Immediately after Felkerino’s and my 1000K ride, I was proud of our accomplishment, relieved that we completed what I felt was an extremely challenging course, and happy that we rode within ourselves from beginning to end.
There were several tough parts, but we did not come close to timing out and, and our bodies held strong. We took time to recover and re-hydrate during hot segments, and smartly navigated thunderstorms on the final day.
We stayed in touch with the other pre-riders to make sure we were all moving along okay. Felkerino and I were able to sleep some each night, and finished in high spirits after three of the most beautiful night rides I’ve ever had the pleasure of doing. To top it off, Felkerino put together what I thought was a helpful ride report for those who would be taking on this same challenge the following weekend.
In the immediate days after our finish, I caught up on laundry and sleep, and ran the 1000K through my head a few times. Each time, I determined we could not have done much more to have a better ride.
A week passed and Future Me paid a visit. Never a welcome guest, she just shows up and expects me to listen to her. And I always do.
The well-rested, introspective Future Me had a different view of last week’s ride. Without so much as a “good job,” Future Me bored into the many ways I could have improved my ride and our overall time.
“You shouldn’t have had that sit-down lunch on the first day. Lost at least 30 minutes by doing that. Why did you stop at that convenience store 40 miles from the overnight? At least 20 minutes down the drain.
“That second morning—what was your problem? It’s called riding a bicycle. It’s not that hard. The rain showers the final day? Seriously, they weren’t that bad. One downed tree is no excuse for a midnight finish.
“I looked at your training and your overall weekday miles were way too low. No wonder your couldn’t finish earlier. No wonder you suffered when you did.”
On and on Future Me talked. Past Me scrambled to respond to the criticism.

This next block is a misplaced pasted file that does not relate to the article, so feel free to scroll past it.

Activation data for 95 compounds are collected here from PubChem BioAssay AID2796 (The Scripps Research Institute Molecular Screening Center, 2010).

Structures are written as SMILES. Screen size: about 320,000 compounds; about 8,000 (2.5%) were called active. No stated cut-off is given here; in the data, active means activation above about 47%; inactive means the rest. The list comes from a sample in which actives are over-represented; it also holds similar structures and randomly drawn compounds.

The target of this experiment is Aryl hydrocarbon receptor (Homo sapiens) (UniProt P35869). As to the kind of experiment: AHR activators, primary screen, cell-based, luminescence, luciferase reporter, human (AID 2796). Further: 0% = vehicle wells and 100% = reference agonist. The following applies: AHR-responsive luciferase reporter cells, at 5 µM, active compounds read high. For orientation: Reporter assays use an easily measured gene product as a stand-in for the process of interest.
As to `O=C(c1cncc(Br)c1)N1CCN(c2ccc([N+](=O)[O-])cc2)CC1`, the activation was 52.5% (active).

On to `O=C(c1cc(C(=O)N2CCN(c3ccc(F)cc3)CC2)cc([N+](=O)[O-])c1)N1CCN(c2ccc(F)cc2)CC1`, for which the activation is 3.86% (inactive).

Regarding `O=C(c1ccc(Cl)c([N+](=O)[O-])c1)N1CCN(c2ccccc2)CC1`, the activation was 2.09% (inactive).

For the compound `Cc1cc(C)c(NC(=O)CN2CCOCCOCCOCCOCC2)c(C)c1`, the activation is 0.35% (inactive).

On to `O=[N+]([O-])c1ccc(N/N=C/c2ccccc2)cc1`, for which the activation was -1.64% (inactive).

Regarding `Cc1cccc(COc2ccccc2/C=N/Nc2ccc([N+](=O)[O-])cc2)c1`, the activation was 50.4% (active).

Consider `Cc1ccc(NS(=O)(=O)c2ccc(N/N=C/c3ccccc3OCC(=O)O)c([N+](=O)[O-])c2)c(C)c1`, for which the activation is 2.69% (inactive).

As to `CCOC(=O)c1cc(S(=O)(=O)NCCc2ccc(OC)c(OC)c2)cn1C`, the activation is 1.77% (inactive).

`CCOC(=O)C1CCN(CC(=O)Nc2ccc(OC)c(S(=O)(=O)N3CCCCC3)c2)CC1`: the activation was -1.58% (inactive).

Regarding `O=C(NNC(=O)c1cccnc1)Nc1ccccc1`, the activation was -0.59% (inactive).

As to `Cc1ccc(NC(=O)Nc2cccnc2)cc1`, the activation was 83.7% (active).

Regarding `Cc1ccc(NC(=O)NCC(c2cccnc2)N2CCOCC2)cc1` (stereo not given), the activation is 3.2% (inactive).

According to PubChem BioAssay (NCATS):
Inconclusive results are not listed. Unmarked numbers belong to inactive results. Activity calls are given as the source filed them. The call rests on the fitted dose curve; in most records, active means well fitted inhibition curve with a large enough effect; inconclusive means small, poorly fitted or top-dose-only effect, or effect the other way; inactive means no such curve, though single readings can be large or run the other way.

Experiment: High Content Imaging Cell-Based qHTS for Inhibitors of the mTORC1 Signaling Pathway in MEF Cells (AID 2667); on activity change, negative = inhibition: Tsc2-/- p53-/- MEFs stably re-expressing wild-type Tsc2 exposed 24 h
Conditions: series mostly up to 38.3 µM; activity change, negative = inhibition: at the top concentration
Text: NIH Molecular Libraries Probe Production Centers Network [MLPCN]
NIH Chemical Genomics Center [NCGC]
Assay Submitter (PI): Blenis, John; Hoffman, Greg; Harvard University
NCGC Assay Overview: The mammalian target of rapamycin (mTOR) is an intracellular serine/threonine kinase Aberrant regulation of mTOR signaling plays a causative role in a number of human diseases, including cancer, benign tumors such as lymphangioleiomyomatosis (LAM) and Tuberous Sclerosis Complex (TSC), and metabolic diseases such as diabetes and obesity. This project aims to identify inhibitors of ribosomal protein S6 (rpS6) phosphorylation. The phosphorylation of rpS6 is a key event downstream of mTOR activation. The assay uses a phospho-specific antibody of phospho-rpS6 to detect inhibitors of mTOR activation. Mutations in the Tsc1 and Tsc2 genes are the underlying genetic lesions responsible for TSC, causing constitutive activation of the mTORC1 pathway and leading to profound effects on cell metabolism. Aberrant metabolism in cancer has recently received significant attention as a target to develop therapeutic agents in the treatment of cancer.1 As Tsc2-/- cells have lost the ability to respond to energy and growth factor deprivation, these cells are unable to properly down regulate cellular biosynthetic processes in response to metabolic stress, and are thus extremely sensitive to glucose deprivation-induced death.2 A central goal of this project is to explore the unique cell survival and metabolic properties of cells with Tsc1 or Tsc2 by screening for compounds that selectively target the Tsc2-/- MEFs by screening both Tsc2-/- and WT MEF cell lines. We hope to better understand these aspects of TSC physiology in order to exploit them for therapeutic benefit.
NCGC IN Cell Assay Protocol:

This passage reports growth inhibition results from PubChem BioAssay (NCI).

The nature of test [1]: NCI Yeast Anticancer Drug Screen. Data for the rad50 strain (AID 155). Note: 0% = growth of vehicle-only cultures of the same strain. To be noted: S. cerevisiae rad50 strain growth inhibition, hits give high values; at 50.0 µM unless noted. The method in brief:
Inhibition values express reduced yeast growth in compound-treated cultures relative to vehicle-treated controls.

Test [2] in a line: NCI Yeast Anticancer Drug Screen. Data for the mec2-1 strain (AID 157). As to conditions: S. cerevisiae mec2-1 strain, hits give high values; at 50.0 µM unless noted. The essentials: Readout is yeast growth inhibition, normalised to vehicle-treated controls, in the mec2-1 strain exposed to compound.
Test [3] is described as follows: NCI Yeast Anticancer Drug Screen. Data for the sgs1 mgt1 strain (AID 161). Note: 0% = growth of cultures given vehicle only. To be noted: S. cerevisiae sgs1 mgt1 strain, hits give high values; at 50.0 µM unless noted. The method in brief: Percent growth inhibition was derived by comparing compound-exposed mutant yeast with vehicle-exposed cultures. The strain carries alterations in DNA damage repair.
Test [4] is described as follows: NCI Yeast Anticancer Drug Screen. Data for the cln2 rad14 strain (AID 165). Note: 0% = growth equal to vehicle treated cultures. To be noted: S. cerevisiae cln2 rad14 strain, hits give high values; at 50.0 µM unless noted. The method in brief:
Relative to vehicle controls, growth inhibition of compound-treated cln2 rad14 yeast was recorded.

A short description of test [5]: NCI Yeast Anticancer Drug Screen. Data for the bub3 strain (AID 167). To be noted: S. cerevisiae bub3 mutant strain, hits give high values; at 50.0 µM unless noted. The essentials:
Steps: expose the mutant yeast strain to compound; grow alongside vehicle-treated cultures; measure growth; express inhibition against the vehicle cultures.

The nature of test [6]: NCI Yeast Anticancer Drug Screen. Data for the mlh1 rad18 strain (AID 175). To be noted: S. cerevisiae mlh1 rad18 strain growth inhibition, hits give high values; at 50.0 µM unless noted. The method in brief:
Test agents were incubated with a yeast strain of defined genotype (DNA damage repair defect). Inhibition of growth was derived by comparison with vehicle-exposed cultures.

“Future Me, you’re living in a vaccuum. You have no recollection of the ride’s terrain, of the heat we encountered during the ride, of the rainstorms that delayed our finish on the final day, the effects of sleep deprivation, of the extra time it takes to do a pre-ride. Who are you to talk down my ride?”
Present Me watched these two Me’s go back and forth like a tennis match. Finally, she started talking too, and the others went quiet for a moment.
“It’s good to reflect on the ride and helpful to identify areas where training or the ride experience could be improved. But nothing looks the same in retrospect.
“It’s easy to look back and criticize Past Me, and to forget all the elements in play as the ride happened. It’s easy to forget the discomfort of the moment, and the feel of unrelenting hills unfurling over a layer of shortened sleep and heat. It’s easy to say more time should have been dedicated to training when you don’t consider everything else that competes for your attention.
“Like Felkerino would say, You have to trust the people who did that ride. You have to trust they did the best they could in that moment.
“You have to see your ride as just that—your ride. Honor and savor it accordingly. Don’t compare it to what others did, or to what could have been.”
Future Me went quiet and Past Me sighed in relief. Present Me showed Future Me the door, and said farewell to her with a smile. She then began to ponder the next adventure.